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A night of shining slow movements, and some cartoons, from the BPO

A good house turned out Saturday to hear the Buffalo Philharmonic Orchestra. And with good reason.

With music by Chopin, Brahms and Richard Strauss, how could you lose? And on hand to play Chopin's Second Piano Concerto was Konrad Skolarski, from Warsaw, Poland. Everything was in place for a night of richness and romance.

It all culminated in a wonderful performance of Brahms' Symphony No. 1.

JoAnn Falletta, on the podium, led the orchestra in a marvelous performance. Everything was right. She let the audience settle in before giving the downbeat, and then the symphony lifted off slowly and with heavy grace, like a zeppelin. The symphony ended with taut, tight drama and, I have to say it because I love it, high volume. Every musician in the orchestra seemed alert and alive.

The audience was drawn in, too. You could tell that, especially at the end of the slow movement. What a piece this is – exquisite, intimate, brimming with tenderness. Falletta seemed scarcely to be moving. Dennis Kim, the concertmaster, was leading the violins, and the last moments of this movement found him holding a high note. The note hung in the air, thin as tissue, and then Falletta brought the music to its close, and there was silence. Then more silence.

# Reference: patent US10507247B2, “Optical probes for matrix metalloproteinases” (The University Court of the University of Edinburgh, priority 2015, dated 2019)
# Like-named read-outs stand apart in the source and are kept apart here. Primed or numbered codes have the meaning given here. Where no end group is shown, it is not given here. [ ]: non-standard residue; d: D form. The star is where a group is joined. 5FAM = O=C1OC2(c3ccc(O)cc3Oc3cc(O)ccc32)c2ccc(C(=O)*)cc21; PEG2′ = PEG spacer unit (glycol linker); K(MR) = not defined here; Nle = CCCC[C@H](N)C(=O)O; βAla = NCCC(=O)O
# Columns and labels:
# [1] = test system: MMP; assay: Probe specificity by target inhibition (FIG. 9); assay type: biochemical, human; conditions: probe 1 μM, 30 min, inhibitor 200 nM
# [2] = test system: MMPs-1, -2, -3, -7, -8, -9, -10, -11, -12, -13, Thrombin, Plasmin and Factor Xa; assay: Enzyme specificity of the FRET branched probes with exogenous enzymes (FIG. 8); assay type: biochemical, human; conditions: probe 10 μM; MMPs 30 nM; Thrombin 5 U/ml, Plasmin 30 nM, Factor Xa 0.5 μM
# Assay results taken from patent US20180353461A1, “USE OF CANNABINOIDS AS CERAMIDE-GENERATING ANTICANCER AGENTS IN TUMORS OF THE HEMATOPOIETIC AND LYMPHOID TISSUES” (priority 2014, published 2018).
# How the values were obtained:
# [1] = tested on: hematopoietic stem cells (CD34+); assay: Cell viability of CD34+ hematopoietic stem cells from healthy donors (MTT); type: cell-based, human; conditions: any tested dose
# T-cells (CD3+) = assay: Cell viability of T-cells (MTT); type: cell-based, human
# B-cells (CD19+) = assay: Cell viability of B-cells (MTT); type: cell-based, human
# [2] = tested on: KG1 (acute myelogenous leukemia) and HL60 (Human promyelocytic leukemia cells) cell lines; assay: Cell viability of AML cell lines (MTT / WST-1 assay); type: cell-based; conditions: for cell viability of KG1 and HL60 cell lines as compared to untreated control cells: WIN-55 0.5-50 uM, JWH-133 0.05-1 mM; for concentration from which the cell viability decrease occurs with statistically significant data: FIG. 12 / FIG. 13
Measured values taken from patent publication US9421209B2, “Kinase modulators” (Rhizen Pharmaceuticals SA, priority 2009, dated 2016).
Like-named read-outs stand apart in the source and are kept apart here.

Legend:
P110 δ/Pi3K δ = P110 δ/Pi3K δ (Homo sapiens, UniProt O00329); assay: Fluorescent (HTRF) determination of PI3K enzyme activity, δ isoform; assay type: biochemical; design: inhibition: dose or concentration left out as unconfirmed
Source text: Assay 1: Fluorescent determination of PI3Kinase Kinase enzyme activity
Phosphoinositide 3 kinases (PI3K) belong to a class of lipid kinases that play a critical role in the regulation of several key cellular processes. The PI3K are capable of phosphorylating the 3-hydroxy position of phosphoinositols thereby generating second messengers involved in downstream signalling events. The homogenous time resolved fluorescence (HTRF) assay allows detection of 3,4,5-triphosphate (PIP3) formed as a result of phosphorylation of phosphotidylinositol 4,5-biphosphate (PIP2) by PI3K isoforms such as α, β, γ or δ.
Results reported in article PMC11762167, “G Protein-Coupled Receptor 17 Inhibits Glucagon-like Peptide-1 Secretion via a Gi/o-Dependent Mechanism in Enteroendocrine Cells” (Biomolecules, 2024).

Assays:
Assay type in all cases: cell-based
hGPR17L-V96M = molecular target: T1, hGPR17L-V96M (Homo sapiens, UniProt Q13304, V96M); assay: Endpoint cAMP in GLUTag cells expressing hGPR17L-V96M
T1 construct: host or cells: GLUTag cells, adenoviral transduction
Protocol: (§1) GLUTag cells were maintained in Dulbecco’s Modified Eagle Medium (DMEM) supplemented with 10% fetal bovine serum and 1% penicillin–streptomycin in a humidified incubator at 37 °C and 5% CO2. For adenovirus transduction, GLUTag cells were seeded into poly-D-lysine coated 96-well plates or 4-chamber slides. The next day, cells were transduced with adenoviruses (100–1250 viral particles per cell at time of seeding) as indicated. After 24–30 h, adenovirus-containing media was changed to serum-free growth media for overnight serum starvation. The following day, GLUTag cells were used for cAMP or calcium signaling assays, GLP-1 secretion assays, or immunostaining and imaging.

And then there was coughing. And rustling. And whispering, and resettling. You almost had to laugh. Everyone had been so focused, so into that slow movement. A whole hall full of people, all with silenced cell phones, all on the same page and concentrating. What magic.

Speaking of which, Richard Strauss' "Till Eulenspiegel's Merry Pranks" got the concert off to an enchanting start. This piece can be tough to pull off. It's full of syncopation and changes color constantly. My husband, Howard, said it was like cartoon music. Which it is.

The Philharmonic nailed it, as an ensemble and as individuals. The whimsical motif signaling the incorrigible Till – he's kind of like Robin Hood, only more mischievous – flashed around the orchestra, flickering like a defiant fly you can't swat. The woodwinds distinguished themselves. All the musicians did, really. It was fun and they carried it off as if it were a piece of cake. The 15 minutes were over too fast.

Skolarski added to the glamour of the evening. He was completely in command of the Chopin. You sensed, too, that he had a skill for improvising. He seemed to have internalized the music, to have grasped what makes it tick. Dressed in formal wear, he was comfortable with grand gestures, which the audience loved.

Occasionally you could get the feeling he could have made more of this run or that, that he could have done a bit more to bring out the sensuous loveliness of the ornaments. Overall, though, he had a good feel for the music. He was at his best in the Larghetto, when he had to slow down. It was a night for slow movements, and this one shone, with its heart-rending melodies and unfathomable sorrow.

He rewarded the passionate applause with Rachmaninoff's Prelude in G Minor, a hallowed encore piece full of Spanish snap.

This vivid, virtuosic concert repeats Sunday at 2 p.m.


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